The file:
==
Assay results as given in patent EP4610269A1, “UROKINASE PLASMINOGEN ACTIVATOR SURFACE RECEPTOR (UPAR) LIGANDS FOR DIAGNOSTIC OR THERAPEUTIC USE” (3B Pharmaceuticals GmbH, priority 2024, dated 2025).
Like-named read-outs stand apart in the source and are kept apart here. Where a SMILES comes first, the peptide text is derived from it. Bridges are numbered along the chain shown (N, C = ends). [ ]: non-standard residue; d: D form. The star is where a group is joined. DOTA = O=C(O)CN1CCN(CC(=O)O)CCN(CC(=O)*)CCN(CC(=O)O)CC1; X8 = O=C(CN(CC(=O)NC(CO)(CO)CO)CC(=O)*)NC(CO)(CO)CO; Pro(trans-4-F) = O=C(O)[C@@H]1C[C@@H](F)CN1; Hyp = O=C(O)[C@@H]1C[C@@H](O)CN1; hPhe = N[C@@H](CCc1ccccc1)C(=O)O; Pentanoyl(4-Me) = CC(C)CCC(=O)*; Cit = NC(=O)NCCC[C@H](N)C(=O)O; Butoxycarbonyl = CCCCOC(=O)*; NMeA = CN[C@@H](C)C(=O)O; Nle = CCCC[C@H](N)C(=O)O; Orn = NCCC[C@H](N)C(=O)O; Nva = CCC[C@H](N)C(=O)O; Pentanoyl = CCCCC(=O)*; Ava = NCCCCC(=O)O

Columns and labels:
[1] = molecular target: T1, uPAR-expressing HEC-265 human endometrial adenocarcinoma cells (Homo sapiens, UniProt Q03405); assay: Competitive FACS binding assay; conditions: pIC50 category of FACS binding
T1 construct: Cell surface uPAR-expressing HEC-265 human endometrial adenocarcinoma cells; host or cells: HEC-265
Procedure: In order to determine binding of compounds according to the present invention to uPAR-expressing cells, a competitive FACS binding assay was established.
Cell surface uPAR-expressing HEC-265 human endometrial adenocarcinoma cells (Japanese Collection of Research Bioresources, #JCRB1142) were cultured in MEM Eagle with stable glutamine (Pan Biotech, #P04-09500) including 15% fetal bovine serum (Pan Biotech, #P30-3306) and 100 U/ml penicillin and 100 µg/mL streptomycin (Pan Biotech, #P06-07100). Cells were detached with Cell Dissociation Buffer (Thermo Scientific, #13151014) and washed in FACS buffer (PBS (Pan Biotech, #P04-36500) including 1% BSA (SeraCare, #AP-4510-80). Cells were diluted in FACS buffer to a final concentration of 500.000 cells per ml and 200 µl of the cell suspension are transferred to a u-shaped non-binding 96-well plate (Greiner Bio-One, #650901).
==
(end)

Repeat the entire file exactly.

Assay results as given in patent EP4610269A1, “UROKINASE PLASMINOGEN ACTIVATOR SURFACE RECEPTOR (UPAR) LIGANDS FOR DIAGNOSTIC OR THERAPEUTIC USE” (3B Pharmaceuticals GmbH, priority 2024, dated 2025).
Like-named read-outs stand apart in the source and are kept apart here. Where a SMILES comes first, the peptide text is derived from it. Bridges are numbered along the chain shown (N, C = ends). [ ]: non-standard residue; d: D form. The star is where a group is joined. DOTA = O=C(O)CN1CCN(CC(=O)O)CCN(CC(=O)*)CCN(CC(=O)O)CC1; X8 = O=C(CN(CC(=O)NC(CO)(CO)CO)CC(=O)*)NC(CO)(CO)CO; Pro(trans-4-F) = O=C(O)[C@@H]1C[C@@H](F)CN1; Hyp = O=C(O)[C@@H]1C[C@@H](O)CN1; hPhe = N[C@@H](CCc1ccccc1)C(=O)O; Pentanoyl(4-Me) = CC(C)CCC(=O)*; Cit = NC(=O)NCCC[C@H](N)C(=O)O; Butoxycarbonyl = CCCCOC(=O)*; NMeA = CN[C@@H](C)C(=O)O; Nle = CCCC[C@H](N)C(=O)O; Orn = NCCC[C@H](N)C(=O)O; Nva = CCC[C@H](N)C(=O)O; Pentanoyl = CCCCC(=O)*; Ava = NCCCCC(=O)O

Columns and labels:
[1] = molecular target: T1, uPAR-expressing HEC-265 human endometrial adenocarcinoma cells (Homo sapiens, UniProt Q03405); assay: Competitive FACS binding assay; conditions: pIC50 category of FACS binding
T1 construct: Cell surface uPAR-expressing HEC-265 human endometrial adenocarcinoma cells; host or cells: HEC-265
Procedure: In order to determine binding of compounds according to the present invention to uPAR-expressing cells, a competitive FACS binding assay was established.
Cell surface uPAR-expressing HEC-265 human endometrial adenocarcinoma cells (Japanese Collection of Research Bioresources, #JCRB1142) were cultured in MEM Eagle with stable glutamine (Pan Biotech, #P04-09500) including 15% fetal bovine serum (Pan Biotech, #P30-3306) and 100 U/ml penicillin and 100 µg/mL streptomycin (Pan Biotech, #P06-07100). Cells were detached with Cell Dissociation Buffer (Thermo Scientific, #13151014) and washed in FACS buffer (PBS (Pan Biotech, #P04-36500) including 1% BSA (SeraCare, #AP-4510-80). Cells were diluted in FACS buffer to a final concentration of 500.000 cells per ml and 200 µl of the cell suspension are transferred to a u-shaped non-binding 96-well plate (Greiner Bio-One, #650901).